The Fed hasn’t yet raised its target interest rate from less than 0.25%, and it has promised not to do so before unemployment reaches roughly 6.5%, which it doesn’t expect to happen until next year. However, some interest rates have already begun to go up. For example, according to Freddie Mac, the average interest rate on a 30-year fixed-rate mortgage shot above 4% last June for the first time since late 2011, hitting its highest level in almost 2 years. In the same month, the yield on the 10-year Treasury bond went above 2.5% for the first time since August 2011.
Why are interest rates rising even though the Fed’s target rate hasn’t? Because bond investors are concerned that higher interest rates in the future will hurt the value of bonds that pay today’s lower rates. Immediately after the Fed’s June announcement, investors began pulling money out of bond mutual funds in droves, reversing a multiyear trend. If there’s less demand for bonds, yields have to rise to attract investors.
Aside from bonds, why are investors concerned about a possible Fed rate hike? Bonds aren’t the only financial asset that can be affected by potential future interest rate changes. Dividend-paying stocks with hefty yields have benefitted in recent years; more competitive bond yields could start to reverse that dynamic. Shares of preferred stock typically behave much like those of bonds, since their dividend payments also are fixed; their values could be affected as well.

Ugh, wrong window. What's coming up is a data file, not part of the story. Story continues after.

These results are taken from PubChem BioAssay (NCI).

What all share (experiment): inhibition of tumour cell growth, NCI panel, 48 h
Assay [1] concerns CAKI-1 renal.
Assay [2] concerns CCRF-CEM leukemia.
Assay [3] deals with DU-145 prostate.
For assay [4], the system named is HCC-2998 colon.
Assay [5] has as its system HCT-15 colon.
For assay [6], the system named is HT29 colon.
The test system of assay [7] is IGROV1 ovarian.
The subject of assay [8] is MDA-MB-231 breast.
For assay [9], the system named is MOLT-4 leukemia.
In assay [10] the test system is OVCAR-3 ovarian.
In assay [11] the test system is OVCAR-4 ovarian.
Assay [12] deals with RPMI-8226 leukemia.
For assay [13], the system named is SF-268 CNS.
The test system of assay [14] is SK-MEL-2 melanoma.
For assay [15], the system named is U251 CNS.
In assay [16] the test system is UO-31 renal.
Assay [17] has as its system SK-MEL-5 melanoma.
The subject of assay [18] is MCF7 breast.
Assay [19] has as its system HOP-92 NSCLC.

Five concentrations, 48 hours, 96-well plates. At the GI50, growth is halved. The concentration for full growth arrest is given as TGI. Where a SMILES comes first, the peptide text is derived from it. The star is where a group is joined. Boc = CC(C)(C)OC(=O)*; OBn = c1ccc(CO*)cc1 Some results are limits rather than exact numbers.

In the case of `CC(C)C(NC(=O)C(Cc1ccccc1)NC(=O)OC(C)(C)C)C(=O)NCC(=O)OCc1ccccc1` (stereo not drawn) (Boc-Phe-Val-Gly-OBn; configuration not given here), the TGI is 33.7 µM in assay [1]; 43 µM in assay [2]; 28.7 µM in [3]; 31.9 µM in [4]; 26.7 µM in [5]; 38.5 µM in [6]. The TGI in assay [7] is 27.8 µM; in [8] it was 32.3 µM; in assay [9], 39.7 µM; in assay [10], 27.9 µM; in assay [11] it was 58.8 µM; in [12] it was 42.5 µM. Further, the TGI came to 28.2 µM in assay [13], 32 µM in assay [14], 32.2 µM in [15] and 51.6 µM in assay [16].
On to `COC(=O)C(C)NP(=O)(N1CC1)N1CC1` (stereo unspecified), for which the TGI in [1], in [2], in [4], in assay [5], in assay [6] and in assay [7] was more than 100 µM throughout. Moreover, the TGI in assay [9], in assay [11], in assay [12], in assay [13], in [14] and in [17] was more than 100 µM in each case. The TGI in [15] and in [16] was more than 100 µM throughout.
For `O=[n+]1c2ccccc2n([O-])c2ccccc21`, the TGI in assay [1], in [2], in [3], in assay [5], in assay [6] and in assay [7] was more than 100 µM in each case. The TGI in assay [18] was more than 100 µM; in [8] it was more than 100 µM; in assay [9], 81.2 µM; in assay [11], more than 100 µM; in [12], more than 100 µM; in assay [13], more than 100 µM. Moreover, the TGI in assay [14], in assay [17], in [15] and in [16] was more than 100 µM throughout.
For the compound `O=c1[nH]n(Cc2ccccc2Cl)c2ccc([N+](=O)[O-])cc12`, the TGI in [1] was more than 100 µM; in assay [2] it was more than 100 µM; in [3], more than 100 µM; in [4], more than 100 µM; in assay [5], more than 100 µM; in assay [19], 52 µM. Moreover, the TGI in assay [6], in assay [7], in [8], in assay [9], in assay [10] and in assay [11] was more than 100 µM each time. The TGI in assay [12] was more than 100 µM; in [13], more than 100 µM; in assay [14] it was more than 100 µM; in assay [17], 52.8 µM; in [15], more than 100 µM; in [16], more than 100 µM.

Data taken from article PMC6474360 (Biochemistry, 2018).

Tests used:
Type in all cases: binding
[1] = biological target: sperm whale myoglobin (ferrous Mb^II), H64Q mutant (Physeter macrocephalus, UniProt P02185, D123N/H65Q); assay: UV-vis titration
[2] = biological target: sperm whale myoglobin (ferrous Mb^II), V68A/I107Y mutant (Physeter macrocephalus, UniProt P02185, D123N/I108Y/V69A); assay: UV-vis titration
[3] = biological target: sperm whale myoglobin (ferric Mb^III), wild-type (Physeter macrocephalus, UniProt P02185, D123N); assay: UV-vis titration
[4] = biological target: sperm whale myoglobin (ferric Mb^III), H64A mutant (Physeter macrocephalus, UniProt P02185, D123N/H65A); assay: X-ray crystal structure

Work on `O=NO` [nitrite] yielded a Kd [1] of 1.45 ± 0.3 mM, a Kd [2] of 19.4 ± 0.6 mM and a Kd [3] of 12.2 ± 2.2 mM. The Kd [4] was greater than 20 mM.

Also, higher mortgage rates could potentially slow the housing market recovery, though historically they remain at relatively low levels. And if a Fed rate increase were to bring on higher interest rates abroad, that could create even more problems in countries already struggling with sovereign debt–problems that have provoked global market volatility in the past.
The Fed has said any hikes in its target rate will occur only if the economy seems strong enough. If higher rates seem likely to halt the recovery, the Fed could postpone a rate hike even longer. It also will take other measures before raising rates. Even though the timing and size of any Fed action is uncertain, it’s best to be aware of its potential impact.
Graph: Interest Rates 1981-2012
This graph represents the federal funds effective interest rate (the average rate at which banks lend to one another overnight), which has generally declined to historic lows over the 30-year period represented. Investment returns, as well as interest rates on bank loans and other fixed-income instruments, could potentially be affected when this rate rises.
Source: Board of Governors of the Federal Reserve System (www.federalreserve.gov), July 17, 2013
The opinions voiced in this material are for general information only and are not intended to provide specific advice or recommendations for any individual. To determine which investment(s) may be appropriate for you, consult your financial advisor prior to investing. All performance referenced is historical and is no guarantee of future results. All indices are unmanaged and cannot be invested into directly. The tax information provided is not intended to be a substitute for specific individualized tax planning advice. We suggest that you consult with a qualified tax advisor.
Prepared by Broadridge Investor Communication Solutions, Inc. Copyright 2013